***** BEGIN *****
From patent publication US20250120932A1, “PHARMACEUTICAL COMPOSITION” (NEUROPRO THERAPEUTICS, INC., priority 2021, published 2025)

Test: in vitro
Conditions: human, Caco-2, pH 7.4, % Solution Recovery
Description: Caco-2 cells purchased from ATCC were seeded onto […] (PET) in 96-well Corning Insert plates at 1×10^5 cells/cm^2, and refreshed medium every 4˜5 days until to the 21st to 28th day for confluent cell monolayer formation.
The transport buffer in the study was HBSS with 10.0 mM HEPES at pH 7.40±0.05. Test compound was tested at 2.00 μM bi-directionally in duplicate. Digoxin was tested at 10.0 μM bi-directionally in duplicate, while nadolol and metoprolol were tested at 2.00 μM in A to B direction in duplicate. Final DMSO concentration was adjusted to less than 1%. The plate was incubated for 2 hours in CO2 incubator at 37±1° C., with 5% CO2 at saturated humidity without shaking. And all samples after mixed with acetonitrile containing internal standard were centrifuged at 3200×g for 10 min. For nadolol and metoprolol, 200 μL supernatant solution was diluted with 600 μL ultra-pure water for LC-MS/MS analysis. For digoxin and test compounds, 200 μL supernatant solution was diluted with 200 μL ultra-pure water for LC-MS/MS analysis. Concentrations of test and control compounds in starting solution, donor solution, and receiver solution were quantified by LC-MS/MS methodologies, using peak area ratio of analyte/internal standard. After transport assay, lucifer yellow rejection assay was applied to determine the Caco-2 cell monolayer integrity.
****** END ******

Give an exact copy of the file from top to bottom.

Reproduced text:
From patent publication US20250120932A1, “PHARMACEUTICAL COMPOSITION” (NEUROPRO THERAPEUTICS, INC., priority 2021, published 2025)

Test: in vitro
Conditions: human, Caco-2, pH 7.4, % Solution Recovery
Description: Caco-2 cells purchased from ATCC were seeded onto […] (PET) in 96-well Corning Insert plates at 1×10^5 cells/cm^2, and refreshed medium every 4˜5 days until to the 21st to 28th day for confluent cell monolayer formation.
The transport buffer in the study was HBSS with 10.0 mM HEPES at pH 7.40±0.05. Test compound was tested at 2.00 μM bi-directionally in duplicate. Digoxin was tested at 10.0 μM bi-directionally in duplicate, while nadolol and metoprolol were tested at 2.00 μM in A to B direction in duplicate. Final DMSO concentration was adjusted to less than 1%. The plate was incubated for 2 hours in CO2 incubator at 37±1° C., with 5% CO2 at saturated humidity without shaking. And all samples after mixed with acetonitrile containing internal standard were centrifuged at 3200×g for 10 min. For nadolol and metoprolol, 200 μL supernatant solution was diluted with 600 μL ultra-pure water for LC-MS/MS analysis. For digoxin and test compounds, 200 μL supernatant solution was diluted with 200 μL ultra-pure water for LC-MS/MS analysis. Concentrations of test and control compounds in starting solution, donor solution, and receiver solution were quantified by LC-MS/MS methodologies, using peak area ratio of analyte/internal standard. After transport assay, lucifer yellow rejection assay was applied to determine the Caco-2 cell monolayer integrity.